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The best, the worst . . . and way beyond the absurd


This is, these days (borrowing from my favorite author) “the best of times, the worst of times.”

It is the best of times given a new president in the White House. That good news came early last Saturday morning with the (palpitating heart) report that Joe Biden had won Pennsylvania. Did you hear the huge sighs of relief, of hoped-for expectation fulfilled, that Joe had won, thus offering the chance of bringing some sort of end to our national nightmare?

The relief was palpable, not just in America but worldwide. The planet’s democracies, like Biden’s supporters – had feared another four years of chaos, of withdrawal from joint agreements, of retributive tariffs, of general dismissal and abuse. So they too were breathing a sigh of relief, that they could now expect a future of rational interchange and cooperation.

Besides being a win for Biden, the election was a win for voting itself, the fact that ballot totals broke records for both winner and loser, reasserting the power of the individual vote, the sacred right to have a say in the country’s future.

It is also the best of times in offering some hope for reducing the number of needless deaths from the COVID-19 pandemic and thus, hopefully, more quickly, getting us back to what “normal” will eventually look like.

But this is also the worst of times, a recent surge in America each day of 110,000 new infections and about 900 deaths. While there’s news of a vaccine approved early next year, the ability to make it widely available either in America, or worldwide, is unlikely until late 2021.

Meanwhile, Trump continues his policy of upending the basic principles of American democracy, refusing to concede to the duly elected winner of the presidency and blocking the orderly transfer of power – making it look as if this country were another banana republic in the grip of authoritarian rule.

His refusal to comply with one of the standard rituals for expressing American comity is not just the worst — It is simply absurd, the best response being howls of laughter.

So what we need is  . . . cartoons, the ideas and commentary about them I hereby offer to brighten (or, okay, further depress) your day.

. . .

The mayor of Washington DC is depicted at a podium making the following announcement:  “We’ve cut off all electricity and water to the White House. He’ll have to come out if he wants his Diet Coke chilled.”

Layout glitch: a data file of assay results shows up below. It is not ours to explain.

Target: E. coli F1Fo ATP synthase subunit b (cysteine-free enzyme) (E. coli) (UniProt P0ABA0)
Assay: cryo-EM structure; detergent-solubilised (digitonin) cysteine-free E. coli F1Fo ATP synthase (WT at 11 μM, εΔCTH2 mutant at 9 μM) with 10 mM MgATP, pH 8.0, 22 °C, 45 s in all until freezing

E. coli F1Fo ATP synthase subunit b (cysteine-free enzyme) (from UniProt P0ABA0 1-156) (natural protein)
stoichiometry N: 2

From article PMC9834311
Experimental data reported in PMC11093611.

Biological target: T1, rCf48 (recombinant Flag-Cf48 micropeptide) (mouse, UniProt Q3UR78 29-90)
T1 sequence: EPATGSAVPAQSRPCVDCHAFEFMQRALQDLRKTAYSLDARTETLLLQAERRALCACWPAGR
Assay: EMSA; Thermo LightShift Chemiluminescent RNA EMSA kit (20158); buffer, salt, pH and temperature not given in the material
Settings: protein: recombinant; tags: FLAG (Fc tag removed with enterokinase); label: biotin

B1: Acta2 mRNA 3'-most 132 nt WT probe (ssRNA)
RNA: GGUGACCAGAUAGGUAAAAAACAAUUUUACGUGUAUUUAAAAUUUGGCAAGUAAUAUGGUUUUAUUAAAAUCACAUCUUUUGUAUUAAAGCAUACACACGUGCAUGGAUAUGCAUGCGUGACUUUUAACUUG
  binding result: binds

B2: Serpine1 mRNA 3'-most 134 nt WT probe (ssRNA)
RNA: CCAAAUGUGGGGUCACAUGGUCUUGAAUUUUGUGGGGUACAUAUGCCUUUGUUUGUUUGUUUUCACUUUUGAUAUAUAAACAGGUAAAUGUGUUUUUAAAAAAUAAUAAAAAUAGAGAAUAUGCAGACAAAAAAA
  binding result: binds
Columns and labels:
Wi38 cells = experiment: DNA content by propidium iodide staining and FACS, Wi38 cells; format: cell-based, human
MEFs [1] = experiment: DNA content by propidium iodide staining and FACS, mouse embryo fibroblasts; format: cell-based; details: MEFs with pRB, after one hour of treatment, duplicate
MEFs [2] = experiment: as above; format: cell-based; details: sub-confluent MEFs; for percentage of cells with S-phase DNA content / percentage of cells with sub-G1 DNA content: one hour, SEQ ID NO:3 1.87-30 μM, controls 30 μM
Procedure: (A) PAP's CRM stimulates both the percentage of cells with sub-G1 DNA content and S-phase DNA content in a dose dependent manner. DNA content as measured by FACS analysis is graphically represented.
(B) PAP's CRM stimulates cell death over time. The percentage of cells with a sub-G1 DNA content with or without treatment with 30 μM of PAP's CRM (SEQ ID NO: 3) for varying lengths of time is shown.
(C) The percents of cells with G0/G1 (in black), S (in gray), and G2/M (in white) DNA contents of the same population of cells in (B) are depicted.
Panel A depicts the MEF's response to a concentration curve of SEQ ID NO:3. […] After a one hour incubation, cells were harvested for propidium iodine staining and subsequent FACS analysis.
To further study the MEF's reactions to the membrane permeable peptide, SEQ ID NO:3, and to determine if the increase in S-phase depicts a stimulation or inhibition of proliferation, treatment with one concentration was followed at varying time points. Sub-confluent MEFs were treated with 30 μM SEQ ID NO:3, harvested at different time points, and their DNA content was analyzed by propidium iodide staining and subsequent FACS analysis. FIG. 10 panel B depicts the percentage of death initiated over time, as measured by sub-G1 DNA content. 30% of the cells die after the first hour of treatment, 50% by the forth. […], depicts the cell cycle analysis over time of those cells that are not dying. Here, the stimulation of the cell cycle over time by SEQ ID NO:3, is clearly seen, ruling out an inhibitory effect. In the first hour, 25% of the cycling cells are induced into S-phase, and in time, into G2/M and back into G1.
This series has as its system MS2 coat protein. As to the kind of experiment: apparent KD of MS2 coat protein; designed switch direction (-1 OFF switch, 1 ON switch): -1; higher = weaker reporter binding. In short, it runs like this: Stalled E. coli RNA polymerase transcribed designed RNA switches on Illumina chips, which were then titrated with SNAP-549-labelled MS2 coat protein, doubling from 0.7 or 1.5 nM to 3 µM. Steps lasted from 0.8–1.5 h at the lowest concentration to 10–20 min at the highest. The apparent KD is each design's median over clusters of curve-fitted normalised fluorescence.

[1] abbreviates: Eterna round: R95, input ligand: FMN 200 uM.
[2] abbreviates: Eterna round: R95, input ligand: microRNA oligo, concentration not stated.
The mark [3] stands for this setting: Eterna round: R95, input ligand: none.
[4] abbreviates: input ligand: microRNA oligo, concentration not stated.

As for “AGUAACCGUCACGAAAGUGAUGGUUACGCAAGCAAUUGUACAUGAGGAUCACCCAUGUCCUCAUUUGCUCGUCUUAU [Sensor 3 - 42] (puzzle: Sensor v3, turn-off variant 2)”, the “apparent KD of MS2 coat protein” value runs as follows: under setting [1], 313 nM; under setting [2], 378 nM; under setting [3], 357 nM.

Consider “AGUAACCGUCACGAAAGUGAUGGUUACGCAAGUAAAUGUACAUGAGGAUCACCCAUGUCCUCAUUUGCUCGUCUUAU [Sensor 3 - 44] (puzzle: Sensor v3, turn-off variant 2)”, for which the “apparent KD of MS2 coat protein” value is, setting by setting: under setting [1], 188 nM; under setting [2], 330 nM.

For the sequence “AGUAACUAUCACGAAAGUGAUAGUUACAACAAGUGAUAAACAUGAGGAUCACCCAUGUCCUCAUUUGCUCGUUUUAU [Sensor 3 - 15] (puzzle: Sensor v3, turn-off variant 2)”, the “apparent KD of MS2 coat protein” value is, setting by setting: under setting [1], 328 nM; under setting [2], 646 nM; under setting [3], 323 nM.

A siege of the White House and cutting off all power certainly isn’t out of the question – though generators could probably sustain him in his hidey-hole for another month or so.

. . .

Trump is shown stretched out, totally disconsolate, on a couch. The psychiatrist says, “Donald, you’ve got to stop obsessing that this is just another television reality show. Being president of the United States involves more than firing a bunch of people.”

Trump of course, will lead the list of presidents known for high staff turnover. The worry is that after firing Secretary of Defense Mark Esper, he’ll replace him with a loyalist who will refuse to deploy troops to drag him kicking and screaming out of the White House.

. . . 

A half dozen or so staffers stand around the president who is seated at the Oval Office desk. One of them says, “All the others have left, Mr. President, gone home, in quarantine – we can stay to help write your concession speech, but we’re not feeling so good ourselves.”

What must it be like to serve in the White House? — hiding a mask in your back pocket or purse, putting in on whenever you’re not around the president but fearing that he might catch you wearing it.

. . . 

Vladimir Putin is sitting at his desk, on the phone long distance, saying, “No, Donald, we can’t provide you sanctuary here. It wouldn’t look so good since I’ve been called as a witness in a couple of the suits filed against you.”

Hmm — exactly what does Putin have on Trump that makes them such good buddies?

. . .

Trump’s son Baron is sniffling a bit, sitting beside his mom, who is explaining, “Oh, sweetheart, I’m afraid we’re going to have to downsize a bit. He says he’s also going to file several lawsuits challenging the terms of our pre-nup.”

That’s the question of course. Exactly what will Melania do once no longer in the White House? Of all the books yet to be written about Trump, hers will definitely be the juiciest.

*Note: Opinions expressed by columnists and letter writers are those of the writers and not necessarily those of the newspaper.

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